Monday, March 25, 2013

There are two forms of debt, public and private. Public debt is accrued by the government, and in the case of the U.S. does not have to be repaid (so long as the rest of the world continues to tolerate continued printing of more dollars). In fact, since the 2008 financial crisis, the U.S. (via the Fed) has printed $13 TRILLION(!) to bail out the big banks from their reckless mortage loans. Most of the private debt was socked on American citizens when the bank-created real-estate bubble burst. In the past, when there was a financial crisis the banks had to eat their losses, and private debts were written down to whatever the market could afford. But now the government is saying that there cannot be a market solution (because it would hurt its largest campaign contributers, the big banks). So the Obama administration and the Republicans are saying that more private debt (in the form of reinflating the real estate market) is the solution to the present "financial crisis." But in order to appear fiscally "responsible" the government claims that it should cut some part of the deficit ...and the only thing left to cut is Social Security, Medicare, and other social spending. But not only would this be stealing from the rapidly disappearing American middle class (whose payroll taxes have fully paid for these things), it would also be poor economics: As a result, the growth of private debt would grow to even more than the current 75 to 80 percent of family income, essentially shutting down all discretionary consumption ...whereas consumers consuming comprise 70% of the U.S. GDP. "We must destroy the village in order to save it"?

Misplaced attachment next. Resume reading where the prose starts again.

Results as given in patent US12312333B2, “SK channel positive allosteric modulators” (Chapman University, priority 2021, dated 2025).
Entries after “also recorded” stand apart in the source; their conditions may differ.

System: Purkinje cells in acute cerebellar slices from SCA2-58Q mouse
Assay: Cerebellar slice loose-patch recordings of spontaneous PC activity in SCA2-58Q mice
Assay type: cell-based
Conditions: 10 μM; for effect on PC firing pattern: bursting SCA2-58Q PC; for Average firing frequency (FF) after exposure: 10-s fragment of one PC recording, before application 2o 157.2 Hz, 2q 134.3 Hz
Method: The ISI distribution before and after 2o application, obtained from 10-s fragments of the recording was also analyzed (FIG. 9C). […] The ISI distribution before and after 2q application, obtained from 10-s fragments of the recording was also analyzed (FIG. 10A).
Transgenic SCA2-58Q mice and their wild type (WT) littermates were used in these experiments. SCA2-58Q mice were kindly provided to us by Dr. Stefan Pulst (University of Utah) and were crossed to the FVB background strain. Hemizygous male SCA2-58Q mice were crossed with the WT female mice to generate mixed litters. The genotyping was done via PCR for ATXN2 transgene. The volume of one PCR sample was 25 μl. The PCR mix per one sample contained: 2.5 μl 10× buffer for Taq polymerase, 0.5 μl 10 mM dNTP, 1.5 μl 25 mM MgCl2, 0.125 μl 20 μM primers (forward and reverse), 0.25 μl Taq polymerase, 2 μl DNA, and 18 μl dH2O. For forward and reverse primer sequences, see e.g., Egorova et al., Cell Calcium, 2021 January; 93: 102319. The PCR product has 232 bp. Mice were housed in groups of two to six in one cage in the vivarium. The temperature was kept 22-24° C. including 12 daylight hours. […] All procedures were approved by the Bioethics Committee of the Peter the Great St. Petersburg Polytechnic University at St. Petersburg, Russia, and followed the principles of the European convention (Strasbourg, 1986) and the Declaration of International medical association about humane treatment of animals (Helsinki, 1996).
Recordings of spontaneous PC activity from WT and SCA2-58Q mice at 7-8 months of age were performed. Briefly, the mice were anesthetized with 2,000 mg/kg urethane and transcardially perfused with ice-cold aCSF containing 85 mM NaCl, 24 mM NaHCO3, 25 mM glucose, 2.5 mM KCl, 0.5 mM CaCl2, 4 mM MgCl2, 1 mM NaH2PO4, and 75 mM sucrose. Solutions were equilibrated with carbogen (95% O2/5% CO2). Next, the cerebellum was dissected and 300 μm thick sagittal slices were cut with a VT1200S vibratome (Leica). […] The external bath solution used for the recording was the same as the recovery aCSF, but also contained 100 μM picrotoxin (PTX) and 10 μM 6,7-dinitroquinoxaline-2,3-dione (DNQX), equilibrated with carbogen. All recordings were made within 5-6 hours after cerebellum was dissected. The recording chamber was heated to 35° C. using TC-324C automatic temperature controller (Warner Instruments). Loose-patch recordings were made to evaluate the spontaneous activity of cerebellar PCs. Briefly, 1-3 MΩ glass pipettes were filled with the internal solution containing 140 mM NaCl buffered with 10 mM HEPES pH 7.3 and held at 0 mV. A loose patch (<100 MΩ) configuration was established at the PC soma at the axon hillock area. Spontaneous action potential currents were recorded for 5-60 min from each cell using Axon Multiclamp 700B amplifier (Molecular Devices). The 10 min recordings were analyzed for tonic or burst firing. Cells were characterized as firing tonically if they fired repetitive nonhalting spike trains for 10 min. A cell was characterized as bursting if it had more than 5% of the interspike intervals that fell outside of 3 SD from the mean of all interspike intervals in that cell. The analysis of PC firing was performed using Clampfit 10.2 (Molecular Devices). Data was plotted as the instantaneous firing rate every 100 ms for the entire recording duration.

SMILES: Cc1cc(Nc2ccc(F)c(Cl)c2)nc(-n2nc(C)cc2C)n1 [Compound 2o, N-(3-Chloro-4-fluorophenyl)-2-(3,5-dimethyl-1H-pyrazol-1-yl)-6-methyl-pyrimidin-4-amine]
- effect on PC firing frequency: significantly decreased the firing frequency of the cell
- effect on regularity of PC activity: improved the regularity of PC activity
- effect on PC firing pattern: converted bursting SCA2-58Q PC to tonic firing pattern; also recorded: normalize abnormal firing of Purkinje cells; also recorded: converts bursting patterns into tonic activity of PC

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March 25, 2013
Government Debt and Deficits Are Not the Problem - Private Debt Is

Michael Hudson: Why do they call for governments to balance the budget by pushing the economy at large deeper into debt, while trying to save the banks from taking a loss? -

More at The Real News


Michael Hudson is a Wall Street Financial Analyst, Distinguished Research Professor of Economics at the University of Missouri, Kansas City and author of Super-Imperialism: The Economic Strategy of American Empire (1968 & 2003), Trade, Development and Foreign Debt (1992 & 2009) and of The Myth of Aid (1971). His most recent book is "Beyond the Bubble." 

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